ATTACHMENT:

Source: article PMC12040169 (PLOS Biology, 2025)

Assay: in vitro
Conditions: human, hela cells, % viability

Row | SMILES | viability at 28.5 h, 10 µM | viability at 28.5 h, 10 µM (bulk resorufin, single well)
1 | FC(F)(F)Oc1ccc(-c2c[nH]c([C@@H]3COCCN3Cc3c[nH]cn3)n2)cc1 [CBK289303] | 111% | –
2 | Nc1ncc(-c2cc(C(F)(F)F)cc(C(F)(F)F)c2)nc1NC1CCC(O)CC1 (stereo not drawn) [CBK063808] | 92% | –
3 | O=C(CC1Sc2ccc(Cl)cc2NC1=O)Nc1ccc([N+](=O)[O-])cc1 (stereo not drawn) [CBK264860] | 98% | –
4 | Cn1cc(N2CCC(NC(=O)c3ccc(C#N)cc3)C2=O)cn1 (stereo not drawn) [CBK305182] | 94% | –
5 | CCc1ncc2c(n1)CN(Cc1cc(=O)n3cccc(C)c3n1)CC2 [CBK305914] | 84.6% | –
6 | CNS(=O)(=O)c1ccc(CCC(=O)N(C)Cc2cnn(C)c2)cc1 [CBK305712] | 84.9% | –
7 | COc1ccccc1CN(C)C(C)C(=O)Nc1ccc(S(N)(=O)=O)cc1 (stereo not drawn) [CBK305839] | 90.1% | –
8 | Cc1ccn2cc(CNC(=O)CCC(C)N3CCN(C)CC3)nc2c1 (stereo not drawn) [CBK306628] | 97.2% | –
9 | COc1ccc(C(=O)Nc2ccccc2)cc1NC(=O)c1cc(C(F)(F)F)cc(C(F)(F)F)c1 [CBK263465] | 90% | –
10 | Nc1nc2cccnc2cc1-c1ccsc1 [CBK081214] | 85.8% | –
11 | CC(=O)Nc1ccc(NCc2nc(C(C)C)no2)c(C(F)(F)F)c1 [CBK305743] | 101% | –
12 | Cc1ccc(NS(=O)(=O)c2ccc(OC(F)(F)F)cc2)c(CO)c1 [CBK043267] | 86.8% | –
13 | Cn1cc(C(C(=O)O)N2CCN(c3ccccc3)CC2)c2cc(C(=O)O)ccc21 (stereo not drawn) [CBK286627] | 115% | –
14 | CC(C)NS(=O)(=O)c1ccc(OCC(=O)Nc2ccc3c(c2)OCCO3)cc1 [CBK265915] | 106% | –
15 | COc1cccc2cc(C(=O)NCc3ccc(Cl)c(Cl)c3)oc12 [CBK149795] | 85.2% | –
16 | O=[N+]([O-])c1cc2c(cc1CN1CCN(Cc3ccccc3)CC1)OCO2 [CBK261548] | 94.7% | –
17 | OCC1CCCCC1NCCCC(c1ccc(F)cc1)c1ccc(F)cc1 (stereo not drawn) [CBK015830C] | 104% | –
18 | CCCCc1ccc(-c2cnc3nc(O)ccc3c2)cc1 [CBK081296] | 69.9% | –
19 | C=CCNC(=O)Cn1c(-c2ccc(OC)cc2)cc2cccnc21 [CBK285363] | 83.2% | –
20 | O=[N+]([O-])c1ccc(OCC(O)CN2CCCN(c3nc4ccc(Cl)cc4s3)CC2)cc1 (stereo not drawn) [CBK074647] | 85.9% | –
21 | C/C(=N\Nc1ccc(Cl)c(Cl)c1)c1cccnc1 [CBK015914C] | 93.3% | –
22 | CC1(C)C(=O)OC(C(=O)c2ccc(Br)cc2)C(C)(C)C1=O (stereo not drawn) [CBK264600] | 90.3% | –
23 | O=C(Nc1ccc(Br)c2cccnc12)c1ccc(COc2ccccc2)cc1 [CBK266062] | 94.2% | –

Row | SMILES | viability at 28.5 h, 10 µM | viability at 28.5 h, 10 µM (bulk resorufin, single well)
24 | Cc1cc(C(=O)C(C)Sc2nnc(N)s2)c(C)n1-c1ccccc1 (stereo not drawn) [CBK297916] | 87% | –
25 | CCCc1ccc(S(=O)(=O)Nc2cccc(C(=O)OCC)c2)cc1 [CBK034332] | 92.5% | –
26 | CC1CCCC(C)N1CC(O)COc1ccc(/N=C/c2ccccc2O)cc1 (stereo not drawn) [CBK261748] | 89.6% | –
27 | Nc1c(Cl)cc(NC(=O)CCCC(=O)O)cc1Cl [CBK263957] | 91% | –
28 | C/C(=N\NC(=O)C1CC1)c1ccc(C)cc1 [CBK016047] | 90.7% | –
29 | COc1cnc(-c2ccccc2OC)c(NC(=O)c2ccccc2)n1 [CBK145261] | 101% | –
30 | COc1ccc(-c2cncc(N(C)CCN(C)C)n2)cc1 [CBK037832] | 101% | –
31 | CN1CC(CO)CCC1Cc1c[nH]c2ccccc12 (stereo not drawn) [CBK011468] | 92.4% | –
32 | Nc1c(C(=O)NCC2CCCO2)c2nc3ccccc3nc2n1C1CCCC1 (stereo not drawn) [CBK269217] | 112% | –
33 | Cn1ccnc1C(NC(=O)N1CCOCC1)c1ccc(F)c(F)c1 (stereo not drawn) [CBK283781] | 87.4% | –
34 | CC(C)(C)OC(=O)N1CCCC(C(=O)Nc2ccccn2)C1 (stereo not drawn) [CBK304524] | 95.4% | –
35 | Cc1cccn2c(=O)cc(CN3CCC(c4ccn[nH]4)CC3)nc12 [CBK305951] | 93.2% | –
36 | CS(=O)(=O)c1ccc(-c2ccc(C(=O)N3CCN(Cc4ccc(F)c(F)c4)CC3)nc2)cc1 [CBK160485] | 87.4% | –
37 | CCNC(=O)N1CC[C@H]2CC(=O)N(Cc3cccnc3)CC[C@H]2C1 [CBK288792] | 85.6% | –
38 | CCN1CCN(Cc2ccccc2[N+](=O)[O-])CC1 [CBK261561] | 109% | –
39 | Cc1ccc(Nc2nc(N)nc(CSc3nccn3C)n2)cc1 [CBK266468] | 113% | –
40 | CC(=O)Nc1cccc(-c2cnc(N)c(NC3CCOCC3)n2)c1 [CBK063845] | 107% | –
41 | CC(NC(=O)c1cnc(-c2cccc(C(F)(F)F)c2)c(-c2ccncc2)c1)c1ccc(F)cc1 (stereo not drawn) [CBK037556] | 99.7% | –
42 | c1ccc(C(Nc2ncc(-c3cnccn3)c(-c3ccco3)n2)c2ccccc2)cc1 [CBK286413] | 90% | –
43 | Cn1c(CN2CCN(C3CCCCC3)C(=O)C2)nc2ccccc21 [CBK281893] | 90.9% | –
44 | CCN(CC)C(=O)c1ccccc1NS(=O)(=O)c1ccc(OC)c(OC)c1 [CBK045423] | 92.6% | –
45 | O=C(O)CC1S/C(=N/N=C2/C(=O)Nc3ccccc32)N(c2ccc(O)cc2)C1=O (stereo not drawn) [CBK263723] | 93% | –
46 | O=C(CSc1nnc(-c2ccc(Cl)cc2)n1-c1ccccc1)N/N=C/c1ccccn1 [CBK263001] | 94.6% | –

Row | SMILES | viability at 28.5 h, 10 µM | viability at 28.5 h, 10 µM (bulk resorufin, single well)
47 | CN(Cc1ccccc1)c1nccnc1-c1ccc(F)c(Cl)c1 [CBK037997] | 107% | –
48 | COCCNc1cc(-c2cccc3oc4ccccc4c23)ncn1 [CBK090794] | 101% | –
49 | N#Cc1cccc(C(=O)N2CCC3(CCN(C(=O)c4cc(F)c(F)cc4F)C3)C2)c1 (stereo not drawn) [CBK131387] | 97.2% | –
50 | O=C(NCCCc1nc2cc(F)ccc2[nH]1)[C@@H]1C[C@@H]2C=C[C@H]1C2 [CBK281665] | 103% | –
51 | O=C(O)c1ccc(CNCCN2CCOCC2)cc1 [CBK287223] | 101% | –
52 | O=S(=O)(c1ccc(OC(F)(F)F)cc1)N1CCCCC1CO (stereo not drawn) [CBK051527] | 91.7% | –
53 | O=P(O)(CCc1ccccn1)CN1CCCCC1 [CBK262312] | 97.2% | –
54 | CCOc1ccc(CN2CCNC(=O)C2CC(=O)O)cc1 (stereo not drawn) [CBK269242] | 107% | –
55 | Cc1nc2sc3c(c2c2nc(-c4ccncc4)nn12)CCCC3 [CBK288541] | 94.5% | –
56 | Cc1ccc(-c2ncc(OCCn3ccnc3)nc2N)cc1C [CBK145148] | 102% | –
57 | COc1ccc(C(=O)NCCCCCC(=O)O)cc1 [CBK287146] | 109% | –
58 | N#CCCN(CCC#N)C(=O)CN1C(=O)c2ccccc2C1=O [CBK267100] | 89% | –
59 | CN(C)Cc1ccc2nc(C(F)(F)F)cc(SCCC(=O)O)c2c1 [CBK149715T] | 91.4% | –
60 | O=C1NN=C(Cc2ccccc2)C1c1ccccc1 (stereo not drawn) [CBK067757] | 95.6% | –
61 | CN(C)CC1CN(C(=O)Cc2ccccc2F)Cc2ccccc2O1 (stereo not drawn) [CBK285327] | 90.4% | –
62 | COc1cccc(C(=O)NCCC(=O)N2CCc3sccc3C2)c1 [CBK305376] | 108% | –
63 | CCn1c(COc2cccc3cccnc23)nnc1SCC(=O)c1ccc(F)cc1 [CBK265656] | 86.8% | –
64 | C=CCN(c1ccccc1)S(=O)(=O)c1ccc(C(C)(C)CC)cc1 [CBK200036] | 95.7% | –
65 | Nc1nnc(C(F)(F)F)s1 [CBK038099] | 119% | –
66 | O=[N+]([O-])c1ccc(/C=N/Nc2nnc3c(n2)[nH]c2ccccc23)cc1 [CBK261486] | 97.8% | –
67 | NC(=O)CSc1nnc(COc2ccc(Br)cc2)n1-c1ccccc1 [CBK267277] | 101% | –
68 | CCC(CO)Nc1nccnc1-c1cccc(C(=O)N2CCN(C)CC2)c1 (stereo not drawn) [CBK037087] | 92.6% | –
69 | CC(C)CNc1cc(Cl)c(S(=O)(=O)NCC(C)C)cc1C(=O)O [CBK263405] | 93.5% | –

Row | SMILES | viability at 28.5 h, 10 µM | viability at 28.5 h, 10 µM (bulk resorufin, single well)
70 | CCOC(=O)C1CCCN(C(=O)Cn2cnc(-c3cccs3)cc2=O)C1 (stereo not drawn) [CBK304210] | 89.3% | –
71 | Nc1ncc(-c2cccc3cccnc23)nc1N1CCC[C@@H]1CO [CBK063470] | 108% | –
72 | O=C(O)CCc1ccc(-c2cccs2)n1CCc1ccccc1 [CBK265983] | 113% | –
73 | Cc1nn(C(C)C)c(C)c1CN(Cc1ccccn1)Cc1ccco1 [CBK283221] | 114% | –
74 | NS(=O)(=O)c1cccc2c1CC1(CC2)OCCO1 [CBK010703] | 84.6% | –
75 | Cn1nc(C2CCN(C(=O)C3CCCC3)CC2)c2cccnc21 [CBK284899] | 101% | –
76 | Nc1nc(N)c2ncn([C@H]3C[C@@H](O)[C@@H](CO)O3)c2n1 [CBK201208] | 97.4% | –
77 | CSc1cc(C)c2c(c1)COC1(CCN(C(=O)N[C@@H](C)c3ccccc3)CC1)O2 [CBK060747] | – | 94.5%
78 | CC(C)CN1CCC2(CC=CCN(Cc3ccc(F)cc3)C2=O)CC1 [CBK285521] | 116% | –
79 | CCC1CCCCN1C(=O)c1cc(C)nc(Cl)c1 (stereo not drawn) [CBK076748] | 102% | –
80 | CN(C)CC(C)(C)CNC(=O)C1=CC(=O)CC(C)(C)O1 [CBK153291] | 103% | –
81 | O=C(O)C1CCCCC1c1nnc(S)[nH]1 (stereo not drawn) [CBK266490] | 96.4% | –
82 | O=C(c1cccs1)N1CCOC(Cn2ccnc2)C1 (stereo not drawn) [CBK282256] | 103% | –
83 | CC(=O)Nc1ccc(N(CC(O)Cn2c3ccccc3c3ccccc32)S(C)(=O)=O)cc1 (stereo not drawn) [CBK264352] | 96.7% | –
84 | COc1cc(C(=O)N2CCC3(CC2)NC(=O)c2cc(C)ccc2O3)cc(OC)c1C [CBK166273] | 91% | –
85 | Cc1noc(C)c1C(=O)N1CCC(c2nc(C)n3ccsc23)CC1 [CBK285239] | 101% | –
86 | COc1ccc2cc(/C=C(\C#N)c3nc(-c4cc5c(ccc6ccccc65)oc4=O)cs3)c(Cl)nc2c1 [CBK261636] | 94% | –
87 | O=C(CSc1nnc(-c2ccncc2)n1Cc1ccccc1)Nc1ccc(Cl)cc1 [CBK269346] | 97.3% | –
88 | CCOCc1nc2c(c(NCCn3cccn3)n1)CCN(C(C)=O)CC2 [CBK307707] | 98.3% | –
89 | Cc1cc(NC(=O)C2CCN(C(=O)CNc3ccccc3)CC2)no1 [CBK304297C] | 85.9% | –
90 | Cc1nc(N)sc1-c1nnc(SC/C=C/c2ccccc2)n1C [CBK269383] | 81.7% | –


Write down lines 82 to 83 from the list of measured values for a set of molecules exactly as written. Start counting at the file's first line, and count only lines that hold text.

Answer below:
75 | Cn1nc(C2CCN(C(=O)C3CCCC3)CC2)c2cccnc21 [CBK284899] | 101% | –
76 | Nc1nc(N)c2ncn([C@H]3C[C@@H](O)[C@@H](CO)O3)c2n1 [CBK201208] | 97.4% | –